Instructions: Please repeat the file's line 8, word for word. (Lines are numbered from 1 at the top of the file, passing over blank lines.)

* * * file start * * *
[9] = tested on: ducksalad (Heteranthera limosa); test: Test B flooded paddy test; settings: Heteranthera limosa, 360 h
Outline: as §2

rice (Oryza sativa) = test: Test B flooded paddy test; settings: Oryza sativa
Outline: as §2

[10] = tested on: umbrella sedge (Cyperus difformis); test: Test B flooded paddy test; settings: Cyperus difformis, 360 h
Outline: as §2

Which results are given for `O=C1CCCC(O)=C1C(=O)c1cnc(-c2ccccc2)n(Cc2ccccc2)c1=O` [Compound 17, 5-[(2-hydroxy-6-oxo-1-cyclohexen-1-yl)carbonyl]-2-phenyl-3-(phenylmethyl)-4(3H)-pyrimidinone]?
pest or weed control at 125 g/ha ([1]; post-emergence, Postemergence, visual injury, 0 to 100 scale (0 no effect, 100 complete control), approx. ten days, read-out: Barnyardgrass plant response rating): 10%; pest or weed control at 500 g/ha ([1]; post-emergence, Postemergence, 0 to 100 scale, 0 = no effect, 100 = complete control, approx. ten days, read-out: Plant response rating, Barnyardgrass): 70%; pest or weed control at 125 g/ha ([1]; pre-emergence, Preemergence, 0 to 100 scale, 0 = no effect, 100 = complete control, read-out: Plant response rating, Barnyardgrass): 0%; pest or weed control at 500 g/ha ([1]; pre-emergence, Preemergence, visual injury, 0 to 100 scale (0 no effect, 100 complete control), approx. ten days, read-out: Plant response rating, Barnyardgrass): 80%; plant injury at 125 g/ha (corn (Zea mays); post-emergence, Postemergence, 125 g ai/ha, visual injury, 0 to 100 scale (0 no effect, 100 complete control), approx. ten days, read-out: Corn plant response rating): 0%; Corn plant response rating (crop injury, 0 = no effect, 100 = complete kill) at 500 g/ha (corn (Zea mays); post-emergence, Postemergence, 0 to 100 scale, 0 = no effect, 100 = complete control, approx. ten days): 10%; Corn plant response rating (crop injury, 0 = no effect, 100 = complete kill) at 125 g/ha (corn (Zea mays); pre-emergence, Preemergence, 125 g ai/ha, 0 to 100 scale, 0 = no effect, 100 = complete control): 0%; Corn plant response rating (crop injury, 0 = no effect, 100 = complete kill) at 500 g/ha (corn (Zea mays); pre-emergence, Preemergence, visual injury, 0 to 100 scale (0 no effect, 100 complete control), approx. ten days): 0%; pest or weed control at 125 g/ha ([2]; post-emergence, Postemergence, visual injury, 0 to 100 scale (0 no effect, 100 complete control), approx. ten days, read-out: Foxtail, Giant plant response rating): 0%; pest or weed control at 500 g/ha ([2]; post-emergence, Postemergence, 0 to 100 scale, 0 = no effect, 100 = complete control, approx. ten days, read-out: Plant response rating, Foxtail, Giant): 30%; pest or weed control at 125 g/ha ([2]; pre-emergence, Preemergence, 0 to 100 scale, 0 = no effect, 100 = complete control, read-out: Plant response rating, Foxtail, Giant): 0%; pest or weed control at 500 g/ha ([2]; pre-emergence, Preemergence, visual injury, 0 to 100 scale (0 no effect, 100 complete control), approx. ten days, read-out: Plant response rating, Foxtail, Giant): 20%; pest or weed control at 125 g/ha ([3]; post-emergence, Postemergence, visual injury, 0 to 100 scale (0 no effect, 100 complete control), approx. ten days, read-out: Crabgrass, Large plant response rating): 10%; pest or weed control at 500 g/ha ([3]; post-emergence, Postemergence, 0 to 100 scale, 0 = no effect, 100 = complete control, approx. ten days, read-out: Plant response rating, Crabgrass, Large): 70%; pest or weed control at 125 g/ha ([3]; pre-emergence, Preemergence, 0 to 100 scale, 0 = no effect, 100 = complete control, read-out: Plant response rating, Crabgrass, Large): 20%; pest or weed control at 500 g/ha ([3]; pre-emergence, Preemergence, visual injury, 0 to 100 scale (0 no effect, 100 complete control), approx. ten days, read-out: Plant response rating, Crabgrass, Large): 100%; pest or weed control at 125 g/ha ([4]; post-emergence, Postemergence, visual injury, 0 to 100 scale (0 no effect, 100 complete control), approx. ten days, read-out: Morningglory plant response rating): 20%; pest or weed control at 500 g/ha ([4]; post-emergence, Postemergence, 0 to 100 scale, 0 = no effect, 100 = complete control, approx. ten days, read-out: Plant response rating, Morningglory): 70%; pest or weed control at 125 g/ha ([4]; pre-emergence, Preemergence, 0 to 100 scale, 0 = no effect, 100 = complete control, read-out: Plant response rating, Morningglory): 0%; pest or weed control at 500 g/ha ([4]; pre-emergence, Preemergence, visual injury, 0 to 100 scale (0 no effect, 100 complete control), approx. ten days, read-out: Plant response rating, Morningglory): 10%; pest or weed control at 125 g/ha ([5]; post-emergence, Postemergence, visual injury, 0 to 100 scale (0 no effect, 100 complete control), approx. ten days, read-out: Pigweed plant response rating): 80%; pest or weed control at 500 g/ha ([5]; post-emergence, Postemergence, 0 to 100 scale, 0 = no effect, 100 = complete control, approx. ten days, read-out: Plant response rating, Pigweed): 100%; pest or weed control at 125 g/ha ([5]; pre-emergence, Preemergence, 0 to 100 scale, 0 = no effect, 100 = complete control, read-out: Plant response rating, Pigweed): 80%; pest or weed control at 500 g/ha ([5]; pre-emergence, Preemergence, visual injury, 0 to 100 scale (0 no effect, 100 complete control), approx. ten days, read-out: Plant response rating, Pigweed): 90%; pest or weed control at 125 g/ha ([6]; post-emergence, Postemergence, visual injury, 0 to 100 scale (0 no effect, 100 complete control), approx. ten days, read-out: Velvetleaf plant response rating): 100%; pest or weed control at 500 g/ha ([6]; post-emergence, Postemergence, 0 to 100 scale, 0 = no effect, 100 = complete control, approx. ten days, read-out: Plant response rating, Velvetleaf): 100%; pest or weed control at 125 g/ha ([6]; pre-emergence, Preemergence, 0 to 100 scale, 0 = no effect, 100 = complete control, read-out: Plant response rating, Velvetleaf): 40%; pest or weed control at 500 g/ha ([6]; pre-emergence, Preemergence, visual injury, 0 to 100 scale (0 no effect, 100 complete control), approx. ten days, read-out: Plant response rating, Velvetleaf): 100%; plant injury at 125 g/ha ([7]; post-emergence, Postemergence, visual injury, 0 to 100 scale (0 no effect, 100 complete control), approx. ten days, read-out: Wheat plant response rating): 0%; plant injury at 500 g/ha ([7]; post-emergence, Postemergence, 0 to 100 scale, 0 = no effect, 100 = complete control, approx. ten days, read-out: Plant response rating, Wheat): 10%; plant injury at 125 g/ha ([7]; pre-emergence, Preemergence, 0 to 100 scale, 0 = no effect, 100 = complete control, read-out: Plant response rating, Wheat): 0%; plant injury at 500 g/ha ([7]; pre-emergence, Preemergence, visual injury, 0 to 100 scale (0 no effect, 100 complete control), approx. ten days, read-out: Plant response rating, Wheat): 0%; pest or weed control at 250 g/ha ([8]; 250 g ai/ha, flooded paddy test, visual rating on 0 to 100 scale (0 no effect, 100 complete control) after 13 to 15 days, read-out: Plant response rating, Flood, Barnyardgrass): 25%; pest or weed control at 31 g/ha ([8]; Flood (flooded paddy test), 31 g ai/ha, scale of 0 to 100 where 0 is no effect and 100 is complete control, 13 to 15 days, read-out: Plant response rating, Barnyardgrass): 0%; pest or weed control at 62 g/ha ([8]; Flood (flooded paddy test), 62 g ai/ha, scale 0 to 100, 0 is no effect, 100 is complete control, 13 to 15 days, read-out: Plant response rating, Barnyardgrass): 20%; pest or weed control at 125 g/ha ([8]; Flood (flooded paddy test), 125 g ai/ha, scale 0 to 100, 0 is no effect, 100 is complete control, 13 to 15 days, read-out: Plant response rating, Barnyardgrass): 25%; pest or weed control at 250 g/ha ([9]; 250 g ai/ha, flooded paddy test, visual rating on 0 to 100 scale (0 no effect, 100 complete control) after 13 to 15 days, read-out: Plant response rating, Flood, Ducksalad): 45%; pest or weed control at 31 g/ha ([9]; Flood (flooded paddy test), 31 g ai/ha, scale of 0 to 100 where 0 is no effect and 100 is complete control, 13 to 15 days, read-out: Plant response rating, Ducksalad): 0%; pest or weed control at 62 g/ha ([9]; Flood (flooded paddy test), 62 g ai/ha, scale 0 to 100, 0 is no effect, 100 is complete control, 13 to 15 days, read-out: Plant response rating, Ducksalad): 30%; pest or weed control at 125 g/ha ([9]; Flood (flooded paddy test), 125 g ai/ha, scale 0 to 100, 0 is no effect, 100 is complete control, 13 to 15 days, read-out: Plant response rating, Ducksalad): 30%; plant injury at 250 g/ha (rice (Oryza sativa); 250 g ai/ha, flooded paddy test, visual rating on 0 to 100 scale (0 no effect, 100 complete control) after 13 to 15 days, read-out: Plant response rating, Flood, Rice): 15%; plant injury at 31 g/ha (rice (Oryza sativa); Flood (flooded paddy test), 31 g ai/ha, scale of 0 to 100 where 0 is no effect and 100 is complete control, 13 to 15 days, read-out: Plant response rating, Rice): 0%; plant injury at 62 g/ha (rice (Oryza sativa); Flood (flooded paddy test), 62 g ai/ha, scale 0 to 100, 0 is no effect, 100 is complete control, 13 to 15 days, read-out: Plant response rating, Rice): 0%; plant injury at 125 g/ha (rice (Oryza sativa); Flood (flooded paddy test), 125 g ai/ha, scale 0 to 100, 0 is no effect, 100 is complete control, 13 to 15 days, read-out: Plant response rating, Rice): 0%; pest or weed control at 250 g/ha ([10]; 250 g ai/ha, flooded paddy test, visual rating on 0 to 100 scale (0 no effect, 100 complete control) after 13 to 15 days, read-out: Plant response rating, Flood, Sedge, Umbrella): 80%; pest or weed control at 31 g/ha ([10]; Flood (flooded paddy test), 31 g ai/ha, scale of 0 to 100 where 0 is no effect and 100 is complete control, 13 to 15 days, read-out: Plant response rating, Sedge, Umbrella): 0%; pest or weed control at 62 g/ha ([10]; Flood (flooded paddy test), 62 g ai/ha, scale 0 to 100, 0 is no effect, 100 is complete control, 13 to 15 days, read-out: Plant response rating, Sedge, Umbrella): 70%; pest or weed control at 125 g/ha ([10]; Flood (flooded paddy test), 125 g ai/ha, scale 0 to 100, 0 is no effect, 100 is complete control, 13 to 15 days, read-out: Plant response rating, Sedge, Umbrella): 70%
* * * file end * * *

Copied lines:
pest or weed control at 125 g/ha ([1]; post-emergence, Postemergence, visual injury, 0 to 100 scale (0 no effect, 100 complete control), approx. ten days, read-out: Barnyardgrass plant response rating): 10%; pest or weed control at 500 g/ha ([1]; post-emergence, Postemergence, 0 to 100 scale, 0 = no effect, 100 = complete control, approx. ten days, read-out: Plant response rating, Barnyardgrass): 70%; pest or weed control at 125 g/ha ([1]; pre-emergence, Preemergence, 0 to 100 scale, 0 = no effect, 100 = complete control, read-out: Plant response rating, Barnyardgrass): 0%; pest or weed control at 500 g/ha ([1]; pre-emergence, Preemergence, visual injury, 0 to 100 scale (0 no effect, 100 complete control), approx. ten days, read-out: Plant response rating, Barnyardgrass): 80%; plant injury at 125 g/ha (corn (Zea mays); post-emergence, Postemergence, 125 g ai/ha, visual injury, 0 to 100 scale (0 no effect, 100 complete control), approx. ten days, read-out: Corn plant response rating): 0%; Corn plant response rating (crop injury, 0 = no effect, 100 = complete kill) at 500 g/ha (corn (Zea mays); post-emergence, Postemergence, 0 to 100 scale, 0 = no effect, 100 = complete control, approx. ten days): 10%; Corn plant response rating (crop injury, 0 = no effect, 100 = complete kill) at 125 g/ha (corn (Zea mays); pre-emergence, Preemergence, 125 g ai/ha, 0 to 100 scale, 0 = no effect, 100 = complete control): 0%; Corn plant response rating (crop injury, 0 = no effect, 100 = complete kill) at 500 g/ha (corn (Zea mays); pre-emergence, Preemergence, visual injury, 0 to 100 scale (0 no effect, 100 complete control), approx. ten days): 0%; pest or weed control at 125 g/ha ([2]; post-emergence, Postemergence, visual injury, 0 to 100 scale (0 no effect, 100 complete control), approx. ten days, read-out: Foxtail, Giant plant response rating): 0%; pest or weed control at 500 g/ha ([2]; post-emergence, Postemergence, 0 to 100 scale, 0 = no effect, 100 = complete control, approx. ten days, read-out: Plant response rating, Foxtail, Giant): 30%; pest or weed control at 125 g/ha ([2]; pre-emergence, Preemergence, 0 to 100 scale, 0 = no effect, 100 = complete control, read-out: Plant response rating, Foxtail, Giant): 0%; pest or weed control at 500 g/ha ([2]; pre-emergence, Preemergence, visual injury, 0 to 100 scale (0 no effect, 100 complete control), approx. ten days, read-out: Plant response rating, Foxtail, Giant): 20%; pest or weed control at 125 g/ha ([3]; post-emergence, Postemergence, visual injury, 0 to 100 scale (0 no effect, 100 complete control), approx. ten days, read-out: Crabgrass, Large plant response rating): 10%; pest or weed control at 500 g/ha ([3]; post-emergence, Postemergence, 0 to 100 scale, 0 = no effect, 100 = complete control, approx. ten days, read-out: Plant response rating, Crabgrass, Large): 70%; pest or weed control at 125 g/ha ([3]; pre-emergence, Preemergence, 0 to 100 scale, 0 = no effect, 100 = complete control, read-out: Plant response rating, Crabgrass, Large): 20%; pest or weed control at 500 g/ha ([3]; pre-emergence, Preemergence, visual injury, 0 to 100 scale (0 no effect, 100 complete control), approx. ten days, read-out: Plant response rating, Crabgrass, Large): 100%; pest or weed control at 125 g/ha ([4]; post-emergence, Postemergence, visual injury, 0 to 100 scale (0 no effect, 100 complete control), approx. ten days, read-out: Morningglory plant response rating): 20%; pest or weed control at 500 g/ha ([4]; post-emergence, Postemergence, 0 to 100 scale, 0 = no effect, 100 = complete control, approx. ten days, read-out: Plant response rating, Morningglory): 70%; pest or weed control at 125 g/ha ([4]; pre-emergence, Preemergence, 0 to 100 scale, 0 = no effect, 100 = complete control, read-out: Plant response rating, Morningglory): 0%; pest or weed control at 500 g/ha ([4]; pre-emergence, Preemergence, visual injury, 0 to 100 scale (0 no effect, 100 complete control), approx. ten days, read-out: Plant response rating, Morningglory): 10%; pest or weed control at 125 g/ha ([5]; post-emergence, Postemergence, visual injury, 0 to 100 scale (0 no effect, 100 complete control), approx. ten days, read-out: Pigweed plant response rating): 80%; pest or weed control at 500 g/ha ([5]; post-emergence, Postemergence, 0 to 100 scale, 0 = no effect, 100 = complete control, approx. ten days, read-out: Plant response rating, Pigweed): 100%; pest or weed control at 125 g/ha ([5]; pre-emergence, Preemergence, 0 to 100 scale, 0 = no effect, 100 = complete control, read-out: Plant response rating, Pigweed): 80%; pest or weed control at 500 g/ha ([5]; pre-emergence, Preemergence, visual injury, 0 to 100 scale (0 no effect, 100 complete control), approx. ten days, read-out: Plant response rating, Pigweed): 90%; pest or weed control at 125 g/ha ([6]; post-emergence, Postemergence, visual injury, 0 to 100 scale (0 no effect, 100 complete control), approx. ten days, read-out: Velvetleaf plant response rating): 100%; pest or weed control at 500 g/ha ([6]; post-emergence, Postemergence, 0 to 100 scale, 0 = no effect, 100 = complete control, approx. ten days, read-out: Plant response rating, Velvetleaf): 100%; pest or weed control at 125 g/ha ([6]; pre-emergence, Preemergence, 0 to 100 scale, 0 = no effect, 100 = complete control, read-out: Plant response rating, Velvetleaf): 40%; pest or weed control at 500 g/ha ([6]; pre-emergence, Preemergence, visual injury, 0 to 100 scale (0 no effect, 100 complete control), approx. ten days, read-out: Plant response rating, Velvetleaf): 100%; plant injury at 125 g/ha ([7]; post-emergence, Postemergence, visual injury, 0 to 100 scale (0 no effect, 100 complete control), approx. ten days, read-out: Wheat plant response rating): 0%; plant injury at 500 g/ha ([7]; post-emergence, Postemergence, 0 to 100 scale, 0 = no effect, 100 = complete control, approx. ten days, read-out: Plant response rating, Wheat): 10%; plant injury at 125 g/ha ([7]; pre-emergence, Preemergence, 0 to 100 scale, 0 = no effect, 100 = complete control, read-out: Plant response rating, Wheat): 0%; plant injury at 500 g/ha ([7]; pre-emergence, Preemergence, visual injury, 0 to 100 scale (0 no effect, 100 complete control), approx. ten days, read-out: Plant response rating, Wheat): 0%; pest or weed control at 250 g/ha ([8]; 250 g ai/ha, flooded paddy test, visual rating on 0 to 100 scale (0 no effect, 100 complete control) after 13 to 15 days, read-out: Plant response rating, Flood, Barnyardgrass): 25%; pest or weed control at 31 g/ha ([8]; Flood (flooded paddy test), 31 g ai/ha, scale of 0 to 100 where 0 is no effect and 100 is complete control, 13 to 15 days, read-out: Plant response rating, Barnyardgrass): 0%; pest or weed control at 62 g/ha ([8]; Flood (flooded paddy test), 62 g ai/ha, scale 0 to 100, 0 is no effect, 100 is complete control, 13 to 15 days, read-out: Plant response rating, Barnyardgrass): 20%; pest or weed control at 125 g/ha ([8]; Flood (flooded paddy test), 125 g ai/ha, scale 0 to 100, 0 is no effect, 100 is complete control, 13 to 15 days, read-out: Plant response rating, Barnyardgrass): 25%; pest or weed control at 250 g/ha ([9]; 250 g ai/ha, flooded paddy test, visual rating on 0 to 100 scale (0 no effect, 100 complete control) after 13 to 15 days, read-out: Plant response rating, Flood, Ducksalad): 45%; pest or weed control at 31 g/ha ([9]; Flood (flooded paddy test), 31 g ai/ha, scale of 0 to 100 where 0 is no effect and 100 is complete control, 13 to 15 days, read-out: Plant response rating, Ducksalad): 0%; pest or weed control at 62 g/ha ([9]; Flood (flooded paddy test), 62 g ai/ha, scale 0 to 100, 0 is no effect, 100 is complete control, 13 to 15 days, read-out: Plant response rating, Ducksalad): 30%; pest or weed control at 125 g/ha ([9]; Flood (flooded paddy test), 125 g ai/ha, scale 0 to 100, 0 is no effect, 100 is complete control, 13 to 15 days, read-out: Plant response rating, Ducksalad): 30%; plant injury at 250 g/ha (rice (Oryza sativa); 250 g ai/ha, flooded paddy test, visual rating on 0 to 100 scale (0 no effect, 100 complete control) after 13 to 15 days, read-out: Plant response rating, Flood, Rice): 15%; plant injury at 31 g/ha (rice (Oryza sativa); Flood (flooded paddy test), 31 g ai/ha, scale of 0 to 100 where 0 is no effect and 100 is complete control, 13 to 15 days, read-out: Plant response rating, Rice): 0%; plant injury at 62 g/ha (rice (Oryza sativa); Flood (flooded paddy test), 62 g ai/ha, scale 0 to 100, 0 is no effect, 100 is complete control, 13 to 15 days, read-out: Plant response rating, Rice): 0%; plant injury at 125 g/ha (rice (Oryza sativa); Flood (flooded paddy test), 125 g ai/ha, scale 0 to 100, 0 is no effect, 100 is complete control, 13 to 15 days, read-out: Plant response rating, Rice): 0%; pest or weed control at 250 g/ha ([10]; 250 g ai/ha, flooded paddy test, visual rating on 0 to 100 scale (0 no effect, 100 complete control) after 13 to 15 days, read-out: Plant response rating, Flood, Sedge, Umbrella): 80%; pest or weed control at 31 g/ha ([10]; Flood (flooded paddy test), 31 g ai/ha, scale of 0 to 100 where 0 is no effect and 100 is complete control, 13 to 15 days, read-out: Plant response rating, Sedge, Umbrella): 0%; pest or weed control at 62 g/ha ([10]; Flood (flooded paddy test), 62 g ai/ha, scale 0 to 100, 0 is no effect, 100 is complete control, 13 to 15 days, read-out: Plant response rating, Sedge, Umbrella): 70%; pest or weed control at 125 g/ha ([10]; Flood (flooded paddy test), 125 g ai/ha, scale 0 to 100, 0 is no effect, 100 is complete control, 13 to 15 days, read-out: Plant response rating, Sedge, Umbrella): 70%